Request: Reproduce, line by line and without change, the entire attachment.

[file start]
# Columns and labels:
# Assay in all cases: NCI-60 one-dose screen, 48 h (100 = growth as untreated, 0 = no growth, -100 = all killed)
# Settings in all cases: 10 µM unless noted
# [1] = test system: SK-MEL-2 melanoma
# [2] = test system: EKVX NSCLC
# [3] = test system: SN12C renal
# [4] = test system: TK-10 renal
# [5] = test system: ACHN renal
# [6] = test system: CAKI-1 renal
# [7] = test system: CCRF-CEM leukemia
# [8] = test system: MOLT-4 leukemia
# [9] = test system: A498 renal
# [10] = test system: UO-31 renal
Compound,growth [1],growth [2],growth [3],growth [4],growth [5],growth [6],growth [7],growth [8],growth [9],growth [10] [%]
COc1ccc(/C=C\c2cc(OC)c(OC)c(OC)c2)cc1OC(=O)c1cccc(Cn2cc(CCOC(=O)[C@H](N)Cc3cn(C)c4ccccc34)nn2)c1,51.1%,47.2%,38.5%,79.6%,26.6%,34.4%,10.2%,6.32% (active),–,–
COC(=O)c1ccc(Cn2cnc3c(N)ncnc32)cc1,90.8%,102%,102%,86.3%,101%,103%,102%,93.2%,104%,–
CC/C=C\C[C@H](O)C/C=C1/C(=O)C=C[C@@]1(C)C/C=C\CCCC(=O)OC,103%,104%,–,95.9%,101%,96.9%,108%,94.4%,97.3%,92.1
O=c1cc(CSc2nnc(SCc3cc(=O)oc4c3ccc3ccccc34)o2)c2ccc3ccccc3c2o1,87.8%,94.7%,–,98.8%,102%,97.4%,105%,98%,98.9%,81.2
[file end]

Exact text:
# Columns and labels:
# Assay in all cases: NCI-60 one-dose screen, 48 h (100 = growth as untreated, 0 = no growth, -100 = all killed)
# Settings in all cases: 10 µM unless noted
# [1] = test system: SK-MEL-2 melanoma
# [2] = test system: EKVX NSCLC
# [3] = test system: SN12C renal
# [4] = test system: TK-10 renal
# [5] = test system: ACHN renal
# [6] = test system: CAKI-1 renal
# [7] = test system: CCRF-CEM leukemia
# [8] = test system: MOLT-4 leukemia
# [9] = test system: A498 renal
# [10] = test system: UO-31 renal
Compound,growth [1],growth [2],growth [3],growth [4],growth [5],growth [6],growth [7],growth [8],growth [9],growth [10] [%]
COc1ccc(/C=C\c2cc(OC)c(OC)c(OC)c2)cc1OC(=O)c1cccc(Cn2cc(CCOC(=O)[C@H](N)Cc3cn(C)c4ccccc34)nn2)c1,51.1%,47.2%,38.5%,79.6%,26.6%,34.4%,10.2%,6.32% (active),–,–
COC(=O)c1ccc(Cn2cnc3c(N)ncnc32)cc1,90.8%,102%,102%,86.3%,101%,103%,102%,93.2%,104%,–
CC/C=C\C[C@H](O)C/C=C1/C(=O)C=C[C@@]1(C)C/C=C\CCCC(=O)OC,103%,104%,–,95.9%,101%,96.9%,108%,94.4%,97.3%,92.1
O=c1cc(CSc2nnc(SCc3cc(=O)oc4c3ccc3ccccc34)o2)c2ccc3ccccc3c2o1,87.8%,94.7%,–,98.8%,102%,97.4%,105%,98%,98.9%,81.2